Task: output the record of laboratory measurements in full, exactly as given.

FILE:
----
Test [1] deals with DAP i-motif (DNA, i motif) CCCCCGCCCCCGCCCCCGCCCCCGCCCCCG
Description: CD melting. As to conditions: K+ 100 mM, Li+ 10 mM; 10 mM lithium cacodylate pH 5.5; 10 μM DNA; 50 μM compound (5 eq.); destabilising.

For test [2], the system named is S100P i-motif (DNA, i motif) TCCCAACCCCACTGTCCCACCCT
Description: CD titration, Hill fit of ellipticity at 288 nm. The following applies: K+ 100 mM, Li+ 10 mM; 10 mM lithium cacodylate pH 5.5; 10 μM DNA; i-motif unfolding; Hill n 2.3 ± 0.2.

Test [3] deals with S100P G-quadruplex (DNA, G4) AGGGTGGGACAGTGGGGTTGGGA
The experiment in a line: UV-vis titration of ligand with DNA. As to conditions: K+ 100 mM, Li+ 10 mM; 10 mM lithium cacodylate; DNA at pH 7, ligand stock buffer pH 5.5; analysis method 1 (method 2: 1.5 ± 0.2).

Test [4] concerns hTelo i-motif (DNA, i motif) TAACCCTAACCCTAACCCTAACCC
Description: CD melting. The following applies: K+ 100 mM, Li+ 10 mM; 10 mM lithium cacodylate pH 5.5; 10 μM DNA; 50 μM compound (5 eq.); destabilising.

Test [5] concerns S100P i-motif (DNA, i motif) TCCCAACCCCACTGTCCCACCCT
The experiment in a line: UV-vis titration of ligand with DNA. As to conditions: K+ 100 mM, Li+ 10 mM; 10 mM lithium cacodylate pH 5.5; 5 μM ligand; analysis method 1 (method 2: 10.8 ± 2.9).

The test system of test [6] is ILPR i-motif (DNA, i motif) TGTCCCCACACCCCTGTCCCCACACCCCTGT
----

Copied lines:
Test [1] deals with DAP i-motif (DNA, i motif) CCCCCGCCCCCGCCCCCGCCCCCGCCCCCG
Description: CD melting. As to conditions: K+ 100 mM, Li+ 10 mM; 10 mM lithium cacodylate pH 5.5; 10 μM DNA; 50 μM compound (5 eq.); destabilising.

For test [2], the system named is S100P i-motif (DNA, i motif) TCCCAACCCCACTGTCCCACCCT
Description: CD titration, Hill fit of ellipticity at 288 nm. The following applies: K+ 100 mM, Li+ 10 mM; 10 mM lithium cacodylate pH 5.5; 10 μM DNA; i-motif unfolding; Hill n 2.3 ± 0.2.

Test [3] deals with S100P G-quadruplex (DNA, G4) AGGGTGGGACAGTGGGGTTGGGA
The experiment in a line: UV-vis titration of ligand with DNA. As to conditions: K+ 100 mM, Li+ 10 mM; 10 mM lithium cacodylate; DNA at pH 7, ligand stock buffer pH 5.5; analysis method 1 (method 2: 1.5 ± 0.2).

Test [4] concerns hTelo i-motif (DNA, i motif) TAACCCTAACCCTAACCCTAACCC
Description: CD melting. The following applies: K+ 100 mM, Li+ 10 mM; 10 mM lithium cacodylate pH 5.5; 10 μM DNA; 50 μM compound (5 eq.); destabilising.

Test [5] concerns S100P i-motif (DNA, i motif) TCCCAACCCCACTGTCCCACCCT
The experiment in a line: UV-vis titration of ligand with DNA. As to conditions: K+ 100 mM, Li+ 10 mM; 10 mM lithium cacodylate pH 5.5; 5 μM ligand; analysis method 1 (method 2: 10.8 ± 2.9).

The test system of test [6] is ILPR i-motif (DNA, i motif) TGTCCCCACACCCCTGTCCCCACACCCCTGT